John 3:16---“whoever believes”

John 3:18---“he who not condemned”

John 5:24---“he who hears My word and believes”

John 5:40---“you are not willing to come to Me that you may have life”

Further chapters in John show the same thing:

John 6:29---“this is the work of God, that you BELIEVE in Him whom He sent.”

John 6:40---“everyone who sees the Son and BELIEVES IN HIM...”

John 6:47---“he who BELIEVES in Me”

John the Baptist tells of belief in Christ (3:36), and even John’s prologue talks about those who believe being “as many as received Him...those who believe in His name” (1:12). Last but not least, John challenges his audience in chapter 20:
“But these [things] are written that you may BELIEVE that Jesus is the Christ, the Son of God, and that BELIEVING you may have life in His name” (20:31).

I picked John’s Gospel as justification because the Gospel itself tends to be the favorite of Calvinists. And yet, there is so much Scripture pertaining to hearing His Word and believing in Him. I wonder what Calvinists say about these Scriptures? Hmmm...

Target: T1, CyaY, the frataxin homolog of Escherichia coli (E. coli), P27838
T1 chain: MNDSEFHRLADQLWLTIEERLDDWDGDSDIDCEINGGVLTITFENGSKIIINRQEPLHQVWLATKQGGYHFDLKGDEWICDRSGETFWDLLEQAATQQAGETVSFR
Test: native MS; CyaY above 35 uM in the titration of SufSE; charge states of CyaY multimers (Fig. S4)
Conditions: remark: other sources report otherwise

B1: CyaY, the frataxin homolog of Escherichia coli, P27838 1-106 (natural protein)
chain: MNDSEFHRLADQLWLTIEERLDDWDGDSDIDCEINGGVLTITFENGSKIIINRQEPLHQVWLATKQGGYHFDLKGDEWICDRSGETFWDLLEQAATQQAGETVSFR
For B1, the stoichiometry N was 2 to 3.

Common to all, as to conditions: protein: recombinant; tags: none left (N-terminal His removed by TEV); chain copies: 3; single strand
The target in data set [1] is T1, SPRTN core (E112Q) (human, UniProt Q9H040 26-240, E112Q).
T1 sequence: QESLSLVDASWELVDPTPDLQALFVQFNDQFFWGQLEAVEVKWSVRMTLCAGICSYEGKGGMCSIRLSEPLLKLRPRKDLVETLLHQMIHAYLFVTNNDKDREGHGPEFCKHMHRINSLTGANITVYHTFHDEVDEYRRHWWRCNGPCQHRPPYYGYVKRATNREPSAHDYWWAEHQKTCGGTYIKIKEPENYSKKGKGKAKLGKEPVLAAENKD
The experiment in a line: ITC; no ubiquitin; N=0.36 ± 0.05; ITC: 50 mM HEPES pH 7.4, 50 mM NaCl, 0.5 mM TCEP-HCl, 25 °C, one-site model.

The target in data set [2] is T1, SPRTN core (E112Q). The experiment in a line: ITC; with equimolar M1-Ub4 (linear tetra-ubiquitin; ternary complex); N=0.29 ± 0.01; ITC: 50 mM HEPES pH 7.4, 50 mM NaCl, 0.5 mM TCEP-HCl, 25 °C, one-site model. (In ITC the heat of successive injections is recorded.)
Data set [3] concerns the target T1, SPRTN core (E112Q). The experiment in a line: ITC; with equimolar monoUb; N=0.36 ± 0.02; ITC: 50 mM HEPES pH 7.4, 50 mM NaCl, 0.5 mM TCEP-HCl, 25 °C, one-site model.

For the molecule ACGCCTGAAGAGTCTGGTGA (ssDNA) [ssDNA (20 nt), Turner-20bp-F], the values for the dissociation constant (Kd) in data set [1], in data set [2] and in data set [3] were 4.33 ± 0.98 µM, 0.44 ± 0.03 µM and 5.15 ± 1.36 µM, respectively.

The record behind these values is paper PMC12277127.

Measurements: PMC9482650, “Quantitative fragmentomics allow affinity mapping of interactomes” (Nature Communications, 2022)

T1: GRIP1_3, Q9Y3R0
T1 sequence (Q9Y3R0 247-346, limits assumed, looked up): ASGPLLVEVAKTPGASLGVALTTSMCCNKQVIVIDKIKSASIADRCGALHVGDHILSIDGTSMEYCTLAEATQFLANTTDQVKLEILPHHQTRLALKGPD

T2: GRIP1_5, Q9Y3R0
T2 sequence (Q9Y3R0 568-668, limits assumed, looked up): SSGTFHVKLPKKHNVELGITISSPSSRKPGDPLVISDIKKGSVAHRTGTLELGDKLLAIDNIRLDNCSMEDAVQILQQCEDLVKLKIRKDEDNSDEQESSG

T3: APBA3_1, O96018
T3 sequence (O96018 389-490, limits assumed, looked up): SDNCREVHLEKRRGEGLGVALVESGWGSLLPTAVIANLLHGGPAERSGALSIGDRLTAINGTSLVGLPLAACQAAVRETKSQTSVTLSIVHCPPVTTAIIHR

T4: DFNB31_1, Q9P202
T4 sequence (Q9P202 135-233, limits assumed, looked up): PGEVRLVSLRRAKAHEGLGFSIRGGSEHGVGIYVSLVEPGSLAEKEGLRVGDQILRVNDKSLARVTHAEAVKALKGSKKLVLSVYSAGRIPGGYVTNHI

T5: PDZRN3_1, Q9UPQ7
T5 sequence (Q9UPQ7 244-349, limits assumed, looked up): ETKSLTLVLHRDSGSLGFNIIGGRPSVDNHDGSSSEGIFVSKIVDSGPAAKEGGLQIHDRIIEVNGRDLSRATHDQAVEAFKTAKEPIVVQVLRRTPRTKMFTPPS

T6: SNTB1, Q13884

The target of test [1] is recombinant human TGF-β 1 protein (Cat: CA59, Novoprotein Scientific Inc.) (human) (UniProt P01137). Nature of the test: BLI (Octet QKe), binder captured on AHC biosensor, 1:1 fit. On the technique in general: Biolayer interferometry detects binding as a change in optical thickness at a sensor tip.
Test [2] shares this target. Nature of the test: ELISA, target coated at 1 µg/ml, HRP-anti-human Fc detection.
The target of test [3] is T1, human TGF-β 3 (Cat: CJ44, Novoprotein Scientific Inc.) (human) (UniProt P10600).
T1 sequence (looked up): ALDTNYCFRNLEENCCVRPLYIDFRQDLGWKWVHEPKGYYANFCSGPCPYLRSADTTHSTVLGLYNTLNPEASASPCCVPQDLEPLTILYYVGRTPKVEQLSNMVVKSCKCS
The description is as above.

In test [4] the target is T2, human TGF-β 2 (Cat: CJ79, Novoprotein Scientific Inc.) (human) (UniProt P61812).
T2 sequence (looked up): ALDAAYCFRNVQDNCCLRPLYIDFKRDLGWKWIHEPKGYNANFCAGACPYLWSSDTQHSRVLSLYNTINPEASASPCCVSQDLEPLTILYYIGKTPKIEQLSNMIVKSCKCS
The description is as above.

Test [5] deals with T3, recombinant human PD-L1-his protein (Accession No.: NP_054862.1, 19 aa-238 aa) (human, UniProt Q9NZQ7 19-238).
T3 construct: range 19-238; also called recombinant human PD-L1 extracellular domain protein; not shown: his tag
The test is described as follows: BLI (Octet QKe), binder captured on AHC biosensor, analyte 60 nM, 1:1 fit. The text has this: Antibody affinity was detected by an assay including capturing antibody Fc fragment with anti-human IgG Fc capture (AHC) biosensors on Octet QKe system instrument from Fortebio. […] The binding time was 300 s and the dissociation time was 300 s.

Next, White claims that, because all do not come to Christ, Christ does not desire everyone to be saved. According to White, general revelation shows us truth about God: that God does not desire the salvation of everyone. However, Scripture also gives us truth about ourselves as human beings (Rom. 1:18-32), and the fact that many do not come to Christ is not because Christ doesn’t want them...but rather, they do not want Christ:

“because, although THEY KNEW GOD, they did not glorify Him as God, nor were thankful...” (Rom. 1:18ff)

The heart of the matter is that, while man knows the truth, he refuses to live according to it. Instead, he “suppresses the truth in unrighteousness” (Rom. 1:18). He chooses to live his life as though he were ignorant. As a result, God gives him over to his desire---if he wants to live as though he is depraved (1:28) in mind, then so be it; he will act as such.